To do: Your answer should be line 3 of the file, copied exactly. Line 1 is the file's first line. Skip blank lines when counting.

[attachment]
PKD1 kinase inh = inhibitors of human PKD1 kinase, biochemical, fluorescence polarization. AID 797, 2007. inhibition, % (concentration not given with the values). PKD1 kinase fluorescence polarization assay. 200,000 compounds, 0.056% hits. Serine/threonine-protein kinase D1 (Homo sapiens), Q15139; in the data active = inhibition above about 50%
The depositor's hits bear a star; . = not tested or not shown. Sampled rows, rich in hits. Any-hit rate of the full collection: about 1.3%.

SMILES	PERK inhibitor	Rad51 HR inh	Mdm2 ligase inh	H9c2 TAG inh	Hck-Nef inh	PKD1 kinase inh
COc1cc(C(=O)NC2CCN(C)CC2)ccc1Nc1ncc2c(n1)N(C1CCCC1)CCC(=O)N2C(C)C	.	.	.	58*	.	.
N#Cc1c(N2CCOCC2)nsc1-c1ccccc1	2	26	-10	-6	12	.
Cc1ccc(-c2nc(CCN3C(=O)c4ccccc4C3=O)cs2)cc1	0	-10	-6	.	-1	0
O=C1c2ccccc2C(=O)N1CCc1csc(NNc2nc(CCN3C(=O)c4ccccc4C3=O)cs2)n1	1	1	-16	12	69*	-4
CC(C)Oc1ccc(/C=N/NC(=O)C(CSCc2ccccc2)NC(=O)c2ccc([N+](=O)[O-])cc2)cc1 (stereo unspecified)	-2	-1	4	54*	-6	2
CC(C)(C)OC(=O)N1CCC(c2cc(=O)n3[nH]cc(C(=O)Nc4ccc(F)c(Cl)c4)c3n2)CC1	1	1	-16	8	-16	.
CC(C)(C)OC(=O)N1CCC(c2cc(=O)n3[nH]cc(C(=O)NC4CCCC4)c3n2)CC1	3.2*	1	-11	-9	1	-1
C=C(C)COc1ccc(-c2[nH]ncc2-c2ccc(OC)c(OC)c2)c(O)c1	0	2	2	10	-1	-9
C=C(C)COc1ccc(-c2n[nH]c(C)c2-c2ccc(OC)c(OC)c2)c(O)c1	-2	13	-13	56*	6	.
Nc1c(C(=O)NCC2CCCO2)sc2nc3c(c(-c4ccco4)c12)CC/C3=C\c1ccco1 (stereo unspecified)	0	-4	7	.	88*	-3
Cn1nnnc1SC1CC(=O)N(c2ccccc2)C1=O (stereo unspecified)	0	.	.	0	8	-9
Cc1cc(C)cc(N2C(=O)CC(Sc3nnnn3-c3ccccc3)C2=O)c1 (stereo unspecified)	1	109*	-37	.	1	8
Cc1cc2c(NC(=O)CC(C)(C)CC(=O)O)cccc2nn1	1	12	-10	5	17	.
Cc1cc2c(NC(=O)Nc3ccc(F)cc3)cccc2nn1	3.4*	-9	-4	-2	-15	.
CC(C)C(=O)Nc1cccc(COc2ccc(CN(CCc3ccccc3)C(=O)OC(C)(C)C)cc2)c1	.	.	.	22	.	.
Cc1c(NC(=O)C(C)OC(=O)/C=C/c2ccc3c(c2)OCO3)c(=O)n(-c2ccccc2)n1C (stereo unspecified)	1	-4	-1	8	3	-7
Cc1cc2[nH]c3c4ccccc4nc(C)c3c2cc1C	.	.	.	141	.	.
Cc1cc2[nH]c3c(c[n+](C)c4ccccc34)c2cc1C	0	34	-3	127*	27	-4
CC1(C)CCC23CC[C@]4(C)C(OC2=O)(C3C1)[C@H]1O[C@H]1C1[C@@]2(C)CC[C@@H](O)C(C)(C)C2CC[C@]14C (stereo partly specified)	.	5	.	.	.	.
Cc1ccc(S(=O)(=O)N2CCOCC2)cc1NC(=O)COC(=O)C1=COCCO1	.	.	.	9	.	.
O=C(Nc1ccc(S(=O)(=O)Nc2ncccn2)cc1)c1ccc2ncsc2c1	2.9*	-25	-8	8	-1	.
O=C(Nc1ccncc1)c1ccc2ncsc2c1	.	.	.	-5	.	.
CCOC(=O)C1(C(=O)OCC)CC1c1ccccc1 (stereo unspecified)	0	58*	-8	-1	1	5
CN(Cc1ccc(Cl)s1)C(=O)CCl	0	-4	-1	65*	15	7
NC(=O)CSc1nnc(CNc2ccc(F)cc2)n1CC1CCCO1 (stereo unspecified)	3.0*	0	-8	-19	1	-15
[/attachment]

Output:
SMILES	PERK inhibitor	Rad51 HR inh	Mdm2 ligase inh	H9c2 TAG inh	Hck-Nef inh	PKD1 kinase inh